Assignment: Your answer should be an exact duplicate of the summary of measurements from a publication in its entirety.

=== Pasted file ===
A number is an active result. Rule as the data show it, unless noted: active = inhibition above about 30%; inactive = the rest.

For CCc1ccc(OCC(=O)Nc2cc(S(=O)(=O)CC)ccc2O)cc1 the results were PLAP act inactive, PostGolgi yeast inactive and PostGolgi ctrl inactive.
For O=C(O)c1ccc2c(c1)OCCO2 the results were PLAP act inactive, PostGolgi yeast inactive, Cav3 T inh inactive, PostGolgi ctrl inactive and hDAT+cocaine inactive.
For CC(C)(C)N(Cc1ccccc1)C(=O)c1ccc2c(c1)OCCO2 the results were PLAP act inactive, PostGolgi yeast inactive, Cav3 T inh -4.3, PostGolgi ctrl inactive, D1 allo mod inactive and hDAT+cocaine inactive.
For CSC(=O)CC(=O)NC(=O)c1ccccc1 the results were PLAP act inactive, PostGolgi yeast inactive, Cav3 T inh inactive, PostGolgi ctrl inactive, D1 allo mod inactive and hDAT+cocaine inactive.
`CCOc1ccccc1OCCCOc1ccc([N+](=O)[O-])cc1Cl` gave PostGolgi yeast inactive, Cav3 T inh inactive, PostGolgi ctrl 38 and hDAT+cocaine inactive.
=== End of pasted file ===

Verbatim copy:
A number is an active result. Rule as the data show it, unless noted: active = inhibition above about 30%; inactive = the rest.

For CCc1ccc(OCC(=O)Nc2cc(S(=O)(=O)CC)ccc2O)cc1 the results were PLAP act inactive, PostGolgi yeast inactive and PostGolgi ctrl inactive.
For O=C(O)c1ccc2c(c1)OCCO2 the results were PLAP act inactive, PostGolgi yeast inactive, Cav3 T inh inactive, PostGolgi ctrl inactive and hDAT+cocaine inactive.
For CC(C)(C)N(Cc1ccccc1)C(=O)c1ccc2c(c1)OCCO2 the results were PLAP act inactive, PostGolgi yeast inactive, Cav3 T inh -4.3, PostGolgi ctrl inactive, D1 allo mod inactive and hDAT+cocaine inactive.
For CSC(=O)CC(=O)NC(=O)c1ccccc1 the results were PLAP act inactive, PostGolgi yeast inactive, Cav3 T inh inactive, PostGolgi ctrl inactive, D1 allo mod inactive and hDAT+cocaine inactive.
`CCOc1ccccc1OCCCOc1ccc([N+](=O)[O-])cc1Cl` gave PostGolgi yeast inactive, Cav3 T inh inactive, PostGolgi ctrl 38 and hDAT+cocaine inactive.